Rep. Pam Marsh plans to introduce a bill in the 2024 session to provide funding for addiction medication, screenings and more

BY: BEN BOTKIN – DECEMBER 11, 2023 6:00 AM


Capt. Lee Eby, commander of the Clackamas County Jail, talks about treating inmates with addiction during a tour of the facility’s medical unit on Tuesday, Nov. 28, 2023. (Ben Botkin/Oregon Capital Chronicle)

Measure 110 drew a bright line between law enforcement and drug addiction treatment.

People found with small amounts of drugs could avoid a trip to jail and access treatment. Three years after voters approved the measure, one reality remains: People with serious drug addictions continue to flow into Oregon jails. 

Yet many Oregon jails that house people awaiting trial on misdemeanor or serious felony charges, sometimes for months or longer, do not have consistent drug addiction programs. Unlike other health care providers, jails cannot receive Medicaid funding because inmates are not eligible. As a result, local and state governments must pick up the tab, whether it’s for diabetes, stitches or opioid addiction treatment.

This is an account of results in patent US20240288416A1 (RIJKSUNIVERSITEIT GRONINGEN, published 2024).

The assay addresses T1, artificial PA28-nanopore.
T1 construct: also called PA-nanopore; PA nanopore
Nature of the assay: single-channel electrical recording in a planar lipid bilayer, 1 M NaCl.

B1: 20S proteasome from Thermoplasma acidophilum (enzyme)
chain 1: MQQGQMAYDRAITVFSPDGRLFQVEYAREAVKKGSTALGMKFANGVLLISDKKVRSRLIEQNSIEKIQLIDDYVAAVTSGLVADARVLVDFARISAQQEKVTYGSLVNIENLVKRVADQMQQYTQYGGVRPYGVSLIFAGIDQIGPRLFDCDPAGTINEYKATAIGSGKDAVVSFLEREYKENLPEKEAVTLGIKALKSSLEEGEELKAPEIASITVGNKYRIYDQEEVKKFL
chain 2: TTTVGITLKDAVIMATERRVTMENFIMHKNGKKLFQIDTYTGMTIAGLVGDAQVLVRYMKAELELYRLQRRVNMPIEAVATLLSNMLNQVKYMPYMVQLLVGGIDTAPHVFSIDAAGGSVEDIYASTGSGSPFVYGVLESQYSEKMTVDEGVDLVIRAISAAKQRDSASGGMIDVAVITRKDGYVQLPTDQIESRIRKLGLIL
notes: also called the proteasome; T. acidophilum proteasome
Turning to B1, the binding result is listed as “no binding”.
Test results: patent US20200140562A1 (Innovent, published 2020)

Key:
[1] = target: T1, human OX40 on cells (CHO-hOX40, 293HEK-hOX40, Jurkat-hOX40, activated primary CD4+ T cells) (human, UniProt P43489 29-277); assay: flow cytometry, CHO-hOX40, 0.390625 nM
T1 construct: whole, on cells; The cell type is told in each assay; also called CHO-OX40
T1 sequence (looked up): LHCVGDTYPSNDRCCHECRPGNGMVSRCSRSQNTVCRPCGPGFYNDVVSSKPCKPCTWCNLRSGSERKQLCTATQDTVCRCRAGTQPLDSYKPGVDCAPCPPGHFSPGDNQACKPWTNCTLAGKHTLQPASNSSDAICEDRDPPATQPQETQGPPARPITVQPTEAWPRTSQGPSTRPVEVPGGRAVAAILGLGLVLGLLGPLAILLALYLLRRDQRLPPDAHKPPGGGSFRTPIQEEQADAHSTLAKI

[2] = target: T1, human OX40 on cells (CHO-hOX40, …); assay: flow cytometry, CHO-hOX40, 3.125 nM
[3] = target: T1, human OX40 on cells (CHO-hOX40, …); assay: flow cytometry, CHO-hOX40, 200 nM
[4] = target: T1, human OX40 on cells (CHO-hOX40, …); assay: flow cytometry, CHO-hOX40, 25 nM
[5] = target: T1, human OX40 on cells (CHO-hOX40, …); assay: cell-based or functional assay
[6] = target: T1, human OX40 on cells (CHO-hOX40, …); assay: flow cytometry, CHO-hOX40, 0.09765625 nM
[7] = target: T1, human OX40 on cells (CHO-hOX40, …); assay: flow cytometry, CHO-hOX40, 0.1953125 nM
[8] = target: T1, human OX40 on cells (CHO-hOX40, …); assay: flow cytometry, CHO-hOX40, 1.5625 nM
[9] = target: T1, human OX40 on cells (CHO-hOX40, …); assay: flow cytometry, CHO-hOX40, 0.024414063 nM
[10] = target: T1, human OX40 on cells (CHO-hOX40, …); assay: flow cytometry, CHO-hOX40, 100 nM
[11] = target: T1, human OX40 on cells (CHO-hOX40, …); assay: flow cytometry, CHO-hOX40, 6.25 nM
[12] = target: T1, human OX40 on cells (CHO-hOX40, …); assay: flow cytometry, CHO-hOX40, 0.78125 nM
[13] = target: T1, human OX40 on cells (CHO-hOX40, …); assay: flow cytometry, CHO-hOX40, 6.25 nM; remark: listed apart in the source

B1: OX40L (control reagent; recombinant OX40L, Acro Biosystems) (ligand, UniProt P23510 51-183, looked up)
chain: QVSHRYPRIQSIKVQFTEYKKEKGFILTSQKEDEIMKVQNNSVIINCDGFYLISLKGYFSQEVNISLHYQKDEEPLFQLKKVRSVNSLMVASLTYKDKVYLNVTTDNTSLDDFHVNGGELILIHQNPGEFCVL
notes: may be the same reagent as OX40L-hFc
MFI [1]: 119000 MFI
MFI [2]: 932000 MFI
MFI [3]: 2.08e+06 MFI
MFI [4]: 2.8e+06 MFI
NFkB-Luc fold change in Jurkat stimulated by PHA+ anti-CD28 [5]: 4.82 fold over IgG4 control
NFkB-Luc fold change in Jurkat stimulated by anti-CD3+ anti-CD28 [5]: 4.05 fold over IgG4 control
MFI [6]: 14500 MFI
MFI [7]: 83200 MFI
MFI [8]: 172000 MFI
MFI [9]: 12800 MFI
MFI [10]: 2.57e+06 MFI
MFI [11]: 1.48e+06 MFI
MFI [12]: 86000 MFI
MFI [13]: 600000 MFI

Clackamas County Jail stands apart from many in its treatment for addiction, with a full-time dedicated health care professional that oversees  treatment for inmates. 

But in rural areas, programs are not as well developed, even though Oregon’s drug addiction crisis continues. An Oregon State Sheriffs’ Association survey of 24 jails found 11 of them lacked a medication-assisted treatment program to treat opioid addiction.

Many facilities are working to implement the programs as soon as funding is available, and some could start as soon as January, the survey found.